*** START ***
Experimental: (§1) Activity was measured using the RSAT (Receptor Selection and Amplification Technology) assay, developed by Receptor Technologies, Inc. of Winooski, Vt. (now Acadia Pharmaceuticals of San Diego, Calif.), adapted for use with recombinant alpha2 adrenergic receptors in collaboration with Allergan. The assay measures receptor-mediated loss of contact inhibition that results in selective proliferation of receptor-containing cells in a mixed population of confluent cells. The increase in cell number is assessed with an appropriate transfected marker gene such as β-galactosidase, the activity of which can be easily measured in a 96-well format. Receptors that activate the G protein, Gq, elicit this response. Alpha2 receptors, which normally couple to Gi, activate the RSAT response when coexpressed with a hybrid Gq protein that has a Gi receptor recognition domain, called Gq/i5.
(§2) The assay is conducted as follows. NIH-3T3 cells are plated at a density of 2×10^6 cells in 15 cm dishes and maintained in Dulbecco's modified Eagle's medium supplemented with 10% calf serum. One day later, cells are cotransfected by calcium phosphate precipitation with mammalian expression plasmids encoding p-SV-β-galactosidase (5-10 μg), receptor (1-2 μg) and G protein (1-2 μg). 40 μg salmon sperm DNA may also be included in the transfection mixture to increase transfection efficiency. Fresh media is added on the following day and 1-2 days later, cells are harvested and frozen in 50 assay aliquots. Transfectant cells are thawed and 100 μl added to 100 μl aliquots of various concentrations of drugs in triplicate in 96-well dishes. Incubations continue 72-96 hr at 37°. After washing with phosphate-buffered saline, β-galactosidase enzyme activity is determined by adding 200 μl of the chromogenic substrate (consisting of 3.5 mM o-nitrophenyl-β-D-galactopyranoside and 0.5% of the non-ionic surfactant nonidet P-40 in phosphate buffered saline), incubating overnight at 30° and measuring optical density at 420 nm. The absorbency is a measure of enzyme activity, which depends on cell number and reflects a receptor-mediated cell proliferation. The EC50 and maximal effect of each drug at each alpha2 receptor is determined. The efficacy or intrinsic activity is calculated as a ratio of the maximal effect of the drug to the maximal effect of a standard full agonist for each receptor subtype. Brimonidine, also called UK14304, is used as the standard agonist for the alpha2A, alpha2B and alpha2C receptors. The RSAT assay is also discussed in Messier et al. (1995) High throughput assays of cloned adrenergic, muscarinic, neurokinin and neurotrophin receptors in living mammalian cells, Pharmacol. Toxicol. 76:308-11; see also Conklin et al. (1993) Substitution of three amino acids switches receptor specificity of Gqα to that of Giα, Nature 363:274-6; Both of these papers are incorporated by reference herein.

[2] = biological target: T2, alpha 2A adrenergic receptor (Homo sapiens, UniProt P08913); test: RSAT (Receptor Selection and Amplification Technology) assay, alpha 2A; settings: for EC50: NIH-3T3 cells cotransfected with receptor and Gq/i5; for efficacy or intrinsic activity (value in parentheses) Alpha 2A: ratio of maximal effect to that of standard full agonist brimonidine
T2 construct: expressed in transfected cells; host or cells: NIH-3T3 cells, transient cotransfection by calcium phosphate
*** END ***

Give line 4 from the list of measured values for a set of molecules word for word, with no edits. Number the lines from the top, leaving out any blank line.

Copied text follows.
T2 construct: expressed in transfected cells; host or cells: NIH-3T3 cells, transient cotransfection by calcium phosphate